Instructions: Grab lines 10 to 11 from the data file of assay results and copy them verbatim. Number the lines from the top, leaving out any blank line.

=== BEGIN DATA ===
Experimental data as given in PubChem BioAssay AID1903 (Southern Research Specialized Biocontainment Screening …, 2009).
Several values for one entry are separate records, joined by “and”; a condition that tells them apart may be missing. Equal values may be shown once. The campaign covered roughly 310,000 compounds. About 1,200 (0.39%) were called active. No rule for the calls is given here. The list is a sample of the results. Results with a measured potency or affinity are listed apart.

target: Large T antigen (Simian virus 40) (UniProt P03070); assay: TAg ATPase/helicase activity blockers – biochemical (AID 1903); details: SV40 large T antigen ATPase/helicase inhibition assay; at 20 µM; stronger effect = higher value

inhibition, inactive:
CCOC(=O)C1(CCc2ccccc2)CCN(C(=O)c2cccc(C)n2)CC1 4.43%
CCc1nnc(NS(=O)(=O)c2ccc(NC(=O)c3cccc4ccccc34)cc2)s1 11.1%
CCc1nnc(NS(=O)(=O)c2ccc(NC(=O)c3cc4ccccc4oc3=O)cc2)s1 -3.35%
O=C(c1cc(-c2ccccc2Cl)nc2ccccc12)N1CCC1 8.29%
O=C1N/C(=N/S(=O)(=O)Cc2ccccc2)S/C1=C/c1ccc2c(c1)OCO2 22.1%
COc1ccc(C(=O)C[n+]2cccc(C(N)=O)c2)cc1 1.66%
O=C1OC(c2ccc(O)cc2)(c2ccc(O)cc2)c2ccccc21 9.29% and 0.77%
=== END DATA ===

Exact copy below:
COc1ccc(C(=O)C[n+]2cccc(C(N)=O)c2)cc1 1.66%
O=C1OC(c2ccc(O)cc2)(c2ccc(O)cc2)c2ccccc21 9.29% and 0.77%